Animals can suffer from nutritional disorders, just like humans. Pet food suppliers, animal welfare services and charities, animal owners and even animal health experts need to understand general animal nutrition and regularly update their knowledge to include new research. Many choose to do this via professional development courses and consultations.
Scope of Work
Nutrient deficiencies, contaminated foods, over eating and under eating can all be issues with animals. Large animal feed companies and large farming businesses often employ animal nutrition experts to formulate and manage the production and use of foods and supplements. Domestic animals also require carefully calibrated nutrition in order to remain healthy and reduce issues that do not usually occur in wild environments, such as hairballs.
Speciality areas include:
- Production animals: The quality and quantity of meat, fibre or dairy produced by livestock will be affected by not only the animal's genetics but also by how and what it is fed.
- Working animals: Working animals such as guide dogs, biosecurity and other detection dogs, race horses, oxen, and others may have particular nutritional needs due of their work.Birds, reptiles, fish and other animals: Birds, fish, reptiles, amphibians have very different food needs to mammals such as dogs and cattle.
Work may be on a farm, factory, or laboratory, or in a practice consulting with clients or supporting other veterinary professionals.
What You Need to Learn
- Vertebrate anatomy and physiology (particularly mammalian) – how the animal body works, location of organs and their interconnectivity.
- Fundamental biochemistry, microbiology & genetics – beneficial microbes for gut health, gene regulation, drug resistance mechanisms
- Animal taxonomy - differences between species & breeds within a species
- Animal nutrition - learn the nutritional requirements for different animals, supplements
- Food processing and production – best hygiene practices, nutrition
- Diseases & terminology - including terminology, diseases, treatments
- Animal welfare, ethics and legalities - understand the current legislation applied to animal health practices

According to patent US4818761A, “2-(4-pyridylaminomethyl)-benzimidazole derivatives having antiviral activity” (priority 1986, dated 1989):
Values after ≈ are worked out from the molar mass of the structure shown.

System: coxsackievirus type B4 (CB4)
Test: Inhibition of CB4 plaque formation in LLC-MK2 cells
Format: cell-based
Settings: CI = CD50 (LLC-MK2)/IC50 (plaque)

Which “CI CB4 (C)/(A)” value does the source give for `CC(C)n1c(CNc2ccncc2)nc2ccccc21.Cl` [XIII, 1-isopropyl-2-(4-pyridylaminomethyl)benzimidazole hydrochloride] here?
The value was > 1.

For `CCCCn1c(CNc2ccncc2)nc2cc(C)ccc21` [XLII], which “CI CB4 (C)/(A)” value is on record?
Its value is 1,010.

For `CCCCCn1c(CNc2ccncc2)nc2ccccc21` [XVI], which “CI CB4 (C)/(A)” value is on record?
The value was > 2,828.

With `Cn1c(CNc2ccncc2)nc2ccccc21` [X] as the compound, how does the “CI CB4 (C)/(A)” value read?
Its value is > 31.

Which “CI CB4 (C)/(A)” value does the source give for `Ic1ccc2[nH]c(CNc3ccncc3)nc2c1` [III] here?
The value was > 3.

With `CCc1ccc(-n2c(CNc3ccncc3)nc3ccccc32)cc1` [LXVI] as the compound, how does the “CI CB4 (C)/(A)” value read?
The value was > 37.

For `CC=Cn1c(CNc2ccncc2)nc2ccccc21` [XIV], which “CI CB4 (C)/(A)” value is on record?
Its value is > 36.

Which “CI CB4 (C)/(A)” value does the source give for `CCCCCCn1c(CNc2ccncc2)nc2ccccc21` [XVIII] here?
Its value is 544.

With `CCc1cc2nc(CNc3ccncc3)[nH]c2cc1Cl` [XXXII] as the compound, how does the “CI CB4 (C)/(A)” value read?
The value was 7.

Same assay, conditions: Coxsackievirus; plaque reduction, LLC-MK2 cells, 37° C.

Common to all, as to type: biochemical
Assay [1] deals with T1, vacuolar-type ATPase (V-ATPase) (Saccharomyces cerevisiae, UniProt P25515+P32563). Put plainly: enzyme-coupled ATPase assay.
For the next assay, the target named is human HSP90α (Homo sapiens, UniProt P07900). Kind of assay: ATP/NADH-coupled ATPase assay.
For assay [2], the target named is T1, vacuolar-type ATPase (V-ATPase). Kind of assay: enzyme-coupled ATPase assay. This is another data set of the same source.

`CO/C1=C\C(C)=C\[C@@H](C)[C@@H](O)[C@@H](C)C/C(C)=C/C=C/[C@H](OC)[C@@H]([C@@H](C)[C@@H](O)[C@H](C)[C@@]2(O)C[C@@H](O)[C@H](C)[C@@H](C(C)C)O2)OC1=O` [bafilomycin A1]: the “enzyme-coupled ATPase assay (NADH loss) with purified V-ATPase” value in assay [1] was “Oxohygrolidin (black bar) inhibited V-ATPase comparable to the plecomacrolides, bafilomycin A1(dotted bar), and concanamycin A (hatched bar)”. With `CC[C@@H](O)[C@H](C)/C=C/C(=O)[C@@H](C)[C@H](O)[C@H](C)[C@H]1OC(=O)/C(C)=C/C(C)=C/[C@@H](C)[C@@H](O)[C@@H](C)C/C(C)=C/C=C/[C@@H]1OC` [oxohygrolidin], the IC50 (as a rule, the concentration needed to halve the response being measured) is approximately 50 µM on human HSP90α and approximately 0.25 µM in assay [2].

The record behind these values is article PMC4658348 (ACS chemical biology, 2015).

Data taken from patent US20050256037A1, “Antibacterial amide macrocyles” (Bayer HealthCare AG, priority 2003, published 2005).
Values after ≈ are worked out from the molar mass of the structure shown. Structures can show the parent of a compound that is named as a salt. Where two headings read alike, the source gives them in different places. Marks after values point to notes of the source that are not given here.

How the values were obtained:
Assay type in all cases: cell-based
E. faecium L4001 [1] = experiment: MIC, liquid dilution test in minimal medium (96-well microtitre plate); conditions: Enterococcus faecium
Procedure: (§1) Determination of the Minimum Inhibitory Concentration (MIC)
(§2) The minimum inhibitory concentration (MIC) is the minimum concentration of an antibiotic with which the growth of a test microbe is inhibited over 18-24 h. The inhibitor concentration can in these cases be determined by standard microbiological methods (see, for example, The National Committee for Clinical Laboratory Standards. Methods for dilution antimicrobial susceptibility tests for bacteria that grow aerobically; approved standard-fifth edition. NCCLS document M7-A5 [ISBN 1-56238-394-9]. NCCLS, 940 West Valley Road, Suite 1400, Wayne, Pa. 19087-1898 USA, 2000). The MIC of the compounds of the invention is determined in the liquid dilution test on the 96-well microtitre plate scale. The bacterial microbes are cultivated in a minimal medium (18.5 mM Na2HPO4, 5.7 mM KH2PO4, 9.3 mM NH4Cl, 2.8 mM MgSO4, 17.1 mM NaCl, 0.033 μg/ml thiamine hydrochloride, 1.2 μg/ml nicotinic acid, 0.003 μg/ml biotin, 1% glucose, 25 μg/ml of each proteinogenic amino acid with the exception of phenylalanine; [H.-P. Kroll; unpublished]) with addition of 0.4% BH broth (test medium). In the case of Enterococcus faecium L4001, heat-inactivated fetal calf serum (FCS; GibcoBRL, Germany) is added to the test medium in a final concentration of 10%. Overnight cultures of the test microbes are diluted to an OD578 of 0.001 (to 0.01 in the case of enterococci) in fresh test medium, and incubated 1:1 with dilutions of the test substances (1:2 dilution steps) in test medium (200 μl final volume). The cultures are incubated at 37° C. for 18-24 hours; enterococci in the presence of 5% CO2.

- Animal first-aid practices – basic first aid care for different species
- Data interpretation – analyses, statistics, especially if working in production
- Management skills - financial, time, records
Starting a Career
There are several ways to start your career in working with animal nutrition. A common way to start is by offering to work as an assistant or vet technician. Pathways into a career include:
- Vet technician
- Administrative work, volunteer (admin work)
- Entry level positions in the pet food industry
- Volunteering at zoos, wildlife rescues
- Volunteering or entry level positions at a kennel, cattery, or other boarding facility
While you are working part-time or volunteering for a food industry or animal clinic, you may seek for formal education in order to become a certified nutritionist yourself. Note that animal nutrition is distinct from human nutrition, and that you will need to study an animal-specific course.
Progressing a Career
Keep learning and developing your contacts in the industry. You can learn a lot through experience, but ongoing formal training can be important too. Being aware of current research and trends is invaluable; and that only comes from being connected to the industry (join a professional association, read industry media, attend shows, talk to colleagues -regularly).
Networking allows you to raise and maintain not only technical awareness, but also awareness of career opportunities.
If you are disconnected from industry, you won't see opportunities even if you are the most highly educated animal nutritionist.
Animal nutrition is a broad subject, career paths can lead along many routes, including:
- Pet Food Technician
- Raw Food Specialist
- Laboratory Technician
- Quality control auditor
- Animal Nutritionist
- Animal Food engineer
- Veterinarian assistant, Veterinary Technician/ Technologist
- Animal Holistic therapist